As a state-supported institution, our mission is to train family practitioners to meet the diverse needs of the people of North Carolina, including maternal and child health, geriatrics and care for rural and underserved populations. To meet this goal, we offer:
- an excellent mix of patient care and teaching
- a nationally-known faculty dedicated to residency training
- commitment to the flexibility necessary to prepare you for a career along whatever track you may choose.
- Commitment to innovation and continual quality improvement
We are especially dedicated to embracing change, whether externally or internally driven, as change promotes a never-ending search for excellence. We encourage and expect our residents to be active participants in all changes within our program.
Our responses to the mandates from the ACGME regarding work hour restrictions and the incorporation of the “Core Competencies” into our curriculum are prime examples of how change can bring new ideas that improve our educational program.
The following basic principles constitute our philosophy of residency training:
- Patients teach. The core of residency training is patient care.
- Residents need exposure to diverse clinical settings and patients. The broader the exposure of the resident, the better he or she will be able to adapt to his or her future practice sites and to changes in the health care system.
- Residents learn a great deal from their peers; the more diverse the group of residents, the better the training environment. We believe that residents benefit greatly from exposure to people with different backgrounds and career goals. We believe in and expect our residents to be valuable contributors to our program, who teach and improve the program at the same time that they are training.
- Residents need a biopsychosocial approach to clinical practice. Comprehensive care addresses both the medical and psychosocial aspects of clinical problems.
- Residents need to develop the habit of critical appraisal. Health care is an ever-changing field and good clinical care is evidence-based. Residents should regularly review the quality of care they provide, and frequently evaluate evidence from published literature.
- Residency training encourages development of independent learners. We believe successful practice requires a problem-focused approach in which the learner defines his/her “knowledge gaps” and takes responsibility for filling them. Our residency curriculum aims to develop residents into successful self-directed learners.
- Family Medicine and Family Medicine training should be rooted in a mission of anti-oppression. We are committed to continually critiquing and honing our systems to ensure that they are advancing us in this mission, so that we may work toward educational and clinical environments that are truly inclusive, diverse, and just.
- Faculty are committed to the development of each individual resident. Being a residency faculty member requires a broader concern for the individual resident and his or her dreams and aspirations.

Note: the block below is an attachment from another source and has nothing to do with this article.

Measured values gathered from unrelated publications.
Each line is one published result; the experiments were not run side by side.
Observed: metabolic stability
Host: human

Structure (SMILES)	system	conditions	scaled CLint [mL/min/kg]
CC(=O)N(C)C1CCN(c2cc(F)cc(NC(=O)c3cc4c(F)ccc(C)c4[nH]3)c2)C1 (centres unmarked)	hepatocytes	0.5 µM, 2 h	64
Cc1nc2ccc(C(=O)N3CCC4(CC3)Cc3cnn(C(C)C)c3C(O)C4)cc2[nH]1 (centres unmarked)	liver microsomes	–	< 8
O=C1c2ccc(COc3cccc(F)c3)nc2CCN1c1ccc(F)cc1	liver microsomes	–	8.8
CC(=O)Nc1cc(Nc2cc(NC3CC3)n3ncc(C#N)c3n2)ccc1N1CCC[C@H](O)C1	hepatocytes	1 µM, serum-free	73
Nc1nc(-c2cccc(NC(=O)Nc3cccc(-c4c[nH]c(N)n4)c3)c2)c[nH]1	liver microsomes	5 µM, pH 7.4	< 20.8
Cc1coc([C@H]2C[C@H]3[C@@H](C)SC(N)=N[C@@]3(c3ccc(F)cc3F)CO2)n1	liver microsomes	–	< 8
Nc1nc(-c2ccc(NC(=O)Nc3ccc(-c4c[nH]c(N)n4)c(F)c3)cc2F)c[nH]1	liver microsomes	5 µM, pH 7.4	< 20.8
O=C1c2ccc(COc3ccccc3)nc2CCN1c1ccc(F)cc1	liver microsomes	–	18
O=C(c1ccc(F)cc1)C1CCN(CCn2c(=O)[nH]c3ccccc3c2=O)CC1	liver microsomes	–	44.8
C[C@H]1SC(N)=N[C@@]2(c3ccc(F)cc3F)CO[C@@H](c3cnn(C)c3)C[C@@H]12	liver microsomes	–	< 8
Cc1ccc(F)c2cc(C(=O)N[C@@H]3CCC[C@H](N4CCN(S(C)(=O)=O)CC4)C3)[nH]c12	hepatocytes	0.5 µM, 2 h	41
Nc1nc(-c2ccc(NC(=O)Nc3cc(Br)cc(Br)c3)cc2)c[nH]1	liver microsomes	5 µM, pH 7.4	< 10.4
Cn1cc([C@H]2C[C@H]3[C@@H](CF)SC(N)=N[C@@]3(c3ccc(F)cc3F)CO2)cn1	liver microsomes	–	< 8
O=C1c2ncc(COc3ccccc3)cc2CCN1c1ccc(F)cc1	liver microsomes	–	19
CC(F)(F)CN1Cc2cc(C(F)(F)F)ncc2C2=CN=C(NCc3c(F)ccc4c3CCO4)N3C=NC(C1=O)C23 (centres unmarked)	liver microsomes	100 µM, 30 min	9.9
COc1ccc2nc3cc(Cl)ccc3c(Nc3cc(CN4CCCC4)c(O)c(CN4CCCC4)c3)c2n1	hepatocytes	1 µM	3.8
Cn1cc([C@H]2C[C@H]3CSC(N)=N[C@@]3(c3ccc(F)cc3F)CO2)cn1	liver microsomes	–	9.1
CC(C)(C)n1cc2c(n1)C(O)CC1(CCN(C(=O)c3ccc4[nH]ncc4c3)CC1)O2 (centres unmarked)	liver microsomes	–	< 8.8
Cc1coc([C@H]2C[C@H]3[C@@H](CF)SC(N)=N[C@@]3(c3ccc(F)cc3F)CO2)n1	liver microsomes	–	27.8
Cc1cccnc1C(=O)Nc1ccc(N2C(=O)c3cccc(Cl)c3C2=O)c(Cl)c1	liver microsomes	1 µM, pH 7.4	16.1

A message from our Program Director
Our Program Director, Mallory McClester-Brown, MD
Welcome! We are thrilled that you are interested in the University of North Carolina Family Medicine residency program. We are proud of our program and the excellent care we are able to provide to the people of our state.
The UNC Family Medicine residency program strives to ensure full scope training throughout the three years of residency education. We aim to prepare our graduates to go out into the world and meet the needs of their community, no matter what those needs may be. Our residents are strong clinicians, excellent teachers, and critical thinkers, much like the faculty that contribute to their development in training.
I am proud to serve as the residency program director in collaboration with our incredible faculty and staff. UNC Family Medicine is a leader in the field of Family Medicine as well as within the University of North Carolina medical community. Chapel Hill is truly a wonderful place for Family physicians to live and work.
If you would like to learn a little more about me, please see my bio.
Thank you for taking a look around. Please let us know if you have further questions. Go Tar Heels!
–Mallory McClester Brown MD, Residency Program Director
Diversity and Inclusion
The UNC Department of Family Medicine residency program prides itself in caring for a diverse population which includes under-represented minorities, LGBTQ, immigrants and refugees from various socioeconomic backgrounds, including the homeless and uninsured. We are committed to providing excellent care for all of our patients.
Our town leaders are dedicated to ensuring that Chapel Hill remains a wonderful place to live, work and learn. Our University and its leadership will make certain that our campus community will continue to be one that embraces all.
UNC is committed to recruiting residents from a variety of experiences and backgrounds and believe that this is important to our mission. The Resident Diversity Initiative has been created to help in this important effort!
The Office of Diversity, Equity, and Inclusion provides coordination, oversight, and leadership of the UNC SOM’s diversity and inclusion programs and leads the school’s efforts to maintain and continue to build a more diverse community and a more inclusive working and learning environment that values and respects the contributions of all members of the community. To enhance the visibility of its efforts and to track the progress of its initiatives, ODEI published its first annual diversity report. The report provides a view into the progress made over the past year.